March 17, 2014
Guest blogger: Laura Steefel-Moore, Director of Volunteers & Visitor Services
As the Maltz Museum’s Director of Volunteers and Visitor Services, I was lucky enough to serve as a History Day judge this past Saturday alongside two of our dedicated volunteers, Candy and Marsha. Each year, The Friends of the Maltz Museum gives out cash prizes to the top entrants in the Jewish History category, and in May we host a reception for the winners at the Museum.
This year, we had over fifteen eligible projects to judge in the junior and senior divisions. The projects ranged from websites and performances to documentaries and exhibits. No matter the format, each one was well-researched and articulately presented – and they certainly taught us a thing or two!
I had participated in History Day myself as a middle schooler, and, as the old maxim goes, “the more things change, the more they stay the same.” The level of technical acuity demonstrated by this year’s students far surpassed anything I would have dreamed of during my time as a competitor. When my group wanted to ramp up the complexity of our exhibit, we had merely upgraded the material of our display board from foam-core to plywood. The students now, however, have the option to submit their project in the form of a website, and the ones we judged were phenomenal: replete with original audio clips, music, and video with a clear graphic identity and easy-to-use interface. It’s incredible how seamlessly students today are able to incorporate technology into their learning experiences.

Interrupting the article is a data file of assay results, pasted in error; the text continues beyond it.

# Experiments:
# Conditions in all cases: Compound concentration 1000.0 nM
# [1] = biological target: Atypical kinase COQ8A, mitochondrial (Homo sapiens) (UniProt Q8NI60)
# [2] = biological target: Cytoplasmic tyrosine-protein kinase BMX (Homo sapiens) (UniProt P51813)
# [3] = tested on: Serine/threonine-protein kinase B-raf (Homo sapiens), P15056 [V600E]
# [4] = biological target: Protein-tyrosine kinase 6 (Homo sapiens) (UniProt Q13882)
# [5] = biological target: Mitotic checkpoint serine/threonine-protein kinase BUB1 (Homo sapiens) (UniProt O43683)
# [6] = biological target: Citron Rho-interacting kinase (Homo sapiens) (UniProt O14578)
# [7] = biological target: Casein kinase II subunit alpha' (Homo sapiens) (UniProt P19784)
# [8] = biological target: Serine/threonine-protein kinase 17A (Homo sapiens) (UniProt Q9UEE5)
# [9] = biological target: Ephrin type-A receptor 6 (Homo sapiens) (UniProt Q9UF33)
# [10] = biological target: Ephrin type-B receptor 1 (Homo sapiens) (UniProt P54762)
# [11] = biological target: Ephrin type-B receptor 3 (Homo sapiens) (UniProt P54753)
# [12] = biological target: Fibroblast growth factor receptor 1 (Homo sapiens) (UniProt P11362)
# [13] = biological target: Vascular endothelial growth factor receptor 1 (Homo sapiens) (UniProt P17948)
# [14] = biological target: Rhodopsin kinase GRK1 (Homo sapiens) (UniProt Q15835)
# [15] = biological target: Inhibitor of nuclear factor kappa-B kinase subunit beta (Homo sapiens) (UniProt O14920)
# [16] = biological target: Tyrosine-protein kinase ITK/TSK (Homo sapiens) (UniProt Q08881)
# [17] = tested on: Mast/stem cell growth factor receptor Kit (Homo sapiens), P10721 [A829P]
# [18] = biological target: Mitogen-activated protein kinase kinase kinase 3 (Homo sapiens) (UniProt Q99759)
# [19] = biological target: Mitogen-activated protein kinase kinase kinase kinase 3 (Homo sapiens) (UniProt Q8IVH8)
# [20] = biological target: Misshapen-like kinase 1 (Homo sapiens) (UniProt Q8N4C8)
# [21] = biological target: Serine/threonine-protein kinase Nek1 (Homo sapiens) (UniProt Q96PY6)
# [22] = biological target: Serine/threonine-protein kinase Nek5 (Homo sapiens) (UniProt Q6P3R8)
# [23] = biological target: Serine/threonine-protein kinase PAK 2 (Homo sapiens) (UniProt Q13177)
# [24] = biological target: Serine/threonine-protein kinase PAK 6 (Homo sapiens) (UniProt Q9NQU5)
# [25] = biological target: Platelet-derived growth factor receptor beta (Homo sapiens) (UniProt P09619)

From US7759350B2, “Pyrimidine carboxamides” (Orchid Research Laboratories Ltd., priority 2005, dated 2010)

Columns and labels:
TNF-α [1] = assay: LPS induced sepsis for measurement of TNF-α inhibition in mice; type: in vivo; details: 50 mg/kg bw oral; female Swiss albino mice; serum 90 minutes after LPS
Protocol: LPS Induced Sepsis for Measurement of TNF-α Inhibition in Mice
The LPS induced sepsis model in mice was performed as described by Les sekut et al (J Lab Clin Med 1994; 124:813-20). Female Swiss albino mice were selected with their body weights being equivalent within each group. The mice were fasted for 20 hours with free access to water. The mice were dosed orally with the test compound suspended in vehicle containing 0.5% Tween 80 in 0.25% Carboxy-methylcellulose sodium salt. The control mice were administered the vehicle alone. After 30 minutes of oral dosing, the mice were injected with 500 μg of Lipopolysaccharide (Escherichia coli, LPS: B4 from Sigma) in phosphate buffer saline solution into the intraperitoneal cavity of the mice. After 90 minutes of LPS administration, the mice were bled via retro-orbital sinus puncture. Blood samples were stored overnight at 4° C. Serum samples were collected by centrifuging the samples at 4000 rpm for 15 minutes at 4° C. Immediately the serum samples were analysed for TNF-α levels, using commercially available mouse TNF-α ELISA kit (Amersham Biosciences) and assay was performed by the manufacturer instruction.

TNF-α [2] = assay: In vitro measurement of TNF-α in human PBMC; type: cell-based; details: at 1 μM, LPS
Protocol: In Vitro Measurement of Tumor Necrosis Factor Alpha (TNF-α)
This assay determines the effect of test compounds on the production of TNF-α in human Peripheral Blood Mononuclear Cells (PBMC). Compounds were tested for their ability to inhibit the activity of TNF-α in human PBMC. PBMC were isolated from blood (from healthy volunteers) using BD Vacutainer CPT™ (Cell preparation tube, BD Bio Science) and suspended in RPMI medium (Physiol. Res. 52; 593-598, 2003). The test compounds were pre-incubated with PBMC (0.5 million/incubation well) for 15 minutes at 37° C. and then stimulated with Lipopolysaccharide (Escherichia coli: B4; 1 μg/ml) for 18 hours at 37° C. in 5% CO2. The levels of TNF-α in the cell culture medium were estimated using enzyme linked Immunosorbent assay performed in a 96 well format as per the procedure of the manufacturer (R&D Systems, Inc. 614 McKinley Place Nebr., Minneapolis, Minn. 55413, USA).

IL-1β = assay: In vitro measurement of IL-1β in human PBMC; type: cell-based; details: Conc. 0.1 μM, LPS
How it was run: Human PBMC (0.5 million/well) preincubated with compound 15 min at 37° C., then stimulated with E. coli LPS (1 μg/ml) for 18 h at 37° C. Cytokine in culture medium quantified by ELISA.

The students who chose to use more traditional means of presenting their projects did excellent work as well. Each project was a unique reflection of how this year’s theme, Rights and Responsibilities, has played out in historical events worldwide. Every presentation space reverberated with the nervous happy buzz of harried preparation, eager presentation, and the back and forth of judges’ questions. I remembered exactly the feeling of anxious waiting and then the giddiness of an interview gone well. Add these heightened emotions to what is the already frenetic energy of thousands of teenagers in one place, and History Day packed quite a punch!
The competition aspect of the day aside, it was truly a privilege to spend a few hours with bright young adults who were thinking seriously about what it means to be responsible for the rights of others. It’s always nice to be reminded that the upcoming generation of leaders knows not only how to take a selfie and use a hashtag, but also how to take itself seriously.